Port De Djibouti SA v DP World Djibouti FZCO 2023 EWHC 1189 Comm - 22 May 2023
The Claimant, Port de Djibouti SA ("PDSA") brings this jurisdictional challenge under section 67 of the Arbitration Act 1996, in respect of certain determinations made by Professor Dr Maxi Scherer, sitting as a sole arbitrator, in her final partial award of 7 July 2021 (the "Award"). The arbitration was seated in London and conducted under the 2014 LCIA Rules.
On PDSA's case, the jurisdiction issue arises from the arbitrator's determination that, on the proper construction of the arbitration agreements, PDSA remained a "Shareholder" (under the applicable contract terms) in the parties' joint venture company, Doraleh Container Terminal S.A. ("DCT"), after a Presidential Ordinance of 9 September 2018 by which the Republic of Djibouti ("the Republic") took ownership of PDSA's shares in DCT.
In brief outline, PDSA submits that:
i) Presidential Ordinance No. 2018-001/PRE dated 9 September 2018 (the "Presidential Ordinance") immediately, automatically and compulsorily transferred to the Republic ownership of PDSA's shares in DCT. As was common ground before the arbitrator, under the applicable Djibouti law that meant that PDSA no longer owned equity in the share capital of DCT, such ownership having been vested in the Republic.
ii) The arbitration agreements in the parties' Joint Venture Agreement ("JVA") and in DCT's Articles of Association ("the Articles") were, by their terms, limited to disputes between "Shareholders".
iii) Under the contractual definitions, a person/entity could not be or remain a "Shareholder" unless it (a) actually owned equity in the share capital of DCT and (b) (unless it was an original signatory party to the JVA) had signed a deed of adherence and thereby agreed to be bound by the obligations of the JVA.
iv) Even though the Republic signed no deed of adherence, and therefore did not itself become a "Shareholder", PDSA ceased to be a Shareholder upon the Presidential Ordinance because it removed PDSA's equity ownership.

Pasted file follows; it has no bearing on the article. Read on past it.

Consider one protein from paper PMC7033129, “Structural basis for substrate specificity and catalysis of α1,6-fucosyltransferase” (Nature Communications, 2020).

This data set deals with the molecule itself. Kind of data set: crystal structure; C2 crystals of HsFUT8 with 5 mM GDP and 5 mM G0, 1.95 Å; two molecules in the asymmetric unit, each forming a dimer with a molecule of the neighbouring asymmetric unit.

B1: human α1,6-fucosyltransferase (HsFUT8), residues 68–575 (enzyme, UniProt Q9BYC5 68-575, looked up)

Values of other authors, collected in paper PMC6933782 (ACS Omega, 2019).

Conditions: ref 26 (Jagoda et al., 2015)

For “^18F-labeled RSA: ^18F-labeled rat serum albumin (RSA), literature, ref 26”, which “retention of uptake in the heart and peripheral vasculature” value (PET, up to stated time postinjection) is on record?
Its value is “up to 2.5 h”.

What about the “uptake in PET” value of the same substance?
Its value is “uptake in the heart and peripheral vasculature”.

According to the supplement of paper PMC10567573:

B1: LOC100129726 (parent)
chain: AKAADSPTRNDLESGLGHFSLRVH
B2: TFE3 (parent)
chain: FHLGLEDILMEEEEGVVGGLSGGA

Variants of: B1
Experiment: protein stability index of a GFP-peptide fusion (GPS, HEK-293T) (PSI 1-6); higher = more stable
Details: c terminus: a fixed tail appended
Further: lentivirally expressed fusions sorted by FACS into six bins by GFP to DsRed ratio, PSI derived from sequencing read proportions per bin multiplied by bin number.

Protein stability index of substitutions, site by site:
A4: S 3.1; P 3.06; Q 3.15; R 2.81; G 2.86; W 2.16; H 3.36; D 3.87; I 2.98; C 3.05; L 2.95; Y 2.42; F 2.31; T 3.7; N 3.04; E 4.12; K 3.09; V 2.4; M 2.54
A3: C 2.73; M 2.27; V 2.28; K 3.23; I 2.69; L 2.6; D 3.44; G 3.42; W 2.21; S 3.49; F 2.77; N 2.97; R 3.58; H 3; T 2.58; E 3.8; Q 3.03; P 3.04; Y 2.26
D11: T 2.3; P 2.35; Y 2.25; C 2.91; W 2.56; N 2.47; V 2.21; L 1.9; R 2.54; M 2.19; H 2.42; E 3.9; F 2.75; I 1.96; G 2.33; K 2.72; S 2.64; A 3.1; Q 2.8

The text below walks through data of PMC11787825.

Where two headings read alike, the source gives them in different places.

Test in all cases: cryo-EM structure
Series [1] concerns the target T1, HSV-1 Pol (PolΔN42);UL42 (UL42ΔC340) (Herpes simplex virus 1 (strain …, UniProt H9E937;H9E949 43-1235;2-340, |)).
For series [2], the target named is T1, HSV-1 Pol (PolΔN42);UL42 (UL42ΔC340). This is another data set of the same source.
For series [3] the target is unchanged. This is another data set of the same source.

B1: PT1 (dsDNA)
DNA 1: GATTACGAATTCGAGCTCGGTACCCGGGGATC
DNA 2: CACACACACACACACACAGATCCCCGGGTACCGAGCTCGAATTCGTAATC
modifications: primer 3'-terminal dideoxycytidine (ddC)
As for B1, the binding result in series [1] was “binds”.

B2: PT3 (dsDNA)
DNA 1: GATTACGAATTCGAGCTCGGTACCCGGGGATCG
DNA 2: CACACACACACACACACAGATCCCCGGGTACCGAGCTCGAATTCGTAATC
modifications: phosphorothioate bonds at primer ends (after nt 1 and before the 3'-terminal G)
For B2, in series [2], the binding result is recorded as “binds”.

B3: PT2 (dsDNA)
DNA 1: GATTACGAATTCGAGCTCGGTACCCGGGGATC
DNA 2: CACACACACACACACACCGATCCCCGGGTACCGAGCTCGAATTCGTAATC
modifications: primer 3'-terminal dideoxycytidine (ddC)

v) As a result, under the JVA terms, PDSA had no further rights or obligations under the JVA (including the arbitration agreement), save that it remained liable for any allegation of breach that occurred before it ceased to be a Shareholder (for which purposes the arbitration agreements would remain an applicable right and obligation).
vi) Consequently, the arbitrator had no jurisdiction to rule on contentions of contractual breach post-dating the Presidential Ordinance, nor on the question of whether PDSA remained a Shareholder thereafter. The arbitrator's contrary conclusion was a jurisdictional finding and was wrong.
Again in brief outline, the Defendant DP World Djibouti FZCO ("DP World") submits that:
i) It is undisputed that PDSA was a party to the arbitration agreements in the JVA and Articles, and that DP World validly commenced the arbitration against it by invoking those arbitration agreements.
ii) Properly analysed, PDSA has accepted that the arbitrator had substantive jurisdiction to determine the claims on which DP World actually succeeded in the Arbitration. Those include DP World's claim that the transfer of ownership effected by the Presidential Ordinance was made in breach of the JVA and Articles, both of which contained provisions stipulating that signature of a deed of adherence by the putative transferee (i.e. the Republic) was a "condition of any transfer of Shares".
iii) PDSA's challenge falls outside the scope of section 67, because it does not concern an issue going to the arbitrator's "substantive jurisdiction" (as that term is defined in the Arbitration Act). PDSA's real objection is not to the arbitrator's substantive jurisdiction but to the relief that the arbitrator awarded in respect of DP World's claims.
iv) In reality, what PDSA is in fact seeking to do is to challenge the arbitrator's findings on the merits of the dispute.
v) In any event, PDSA has lost the right to pursue its challenge, pursuant to section 73(1) of the Arbitration Act. PDSA was given the express opportunity by the arbitrator, before the Award was issued, to clarify the scope of the jurisdictional objection it pursued. Not only did PDSA fail to raise any objection to the claims on which DP World succeeded and the relief DP World sought in respect thereof, but it in fact positively confirmed that the arbitrator enjoyed jurisdiction.
vi) In any event, PDSA's challenge would fail as a matter of substance, because:
a) PDSA did not cease to be a Shareholder for the purposes of the JVA and Articles, despite the transfer of ownership to the Republic as a matter of property law; and
b) even if it did, the arbitrator retained jurisdiction to determine all the claims on which it found in DP World's favour, including the claim that PDSA remained a Shareholder following the Presidential Ordinance.
I have concluded that the arbitrator did have jurisdiction in relation to all the matters she dealt with, and that PDSA's claim must therefore be dismissed.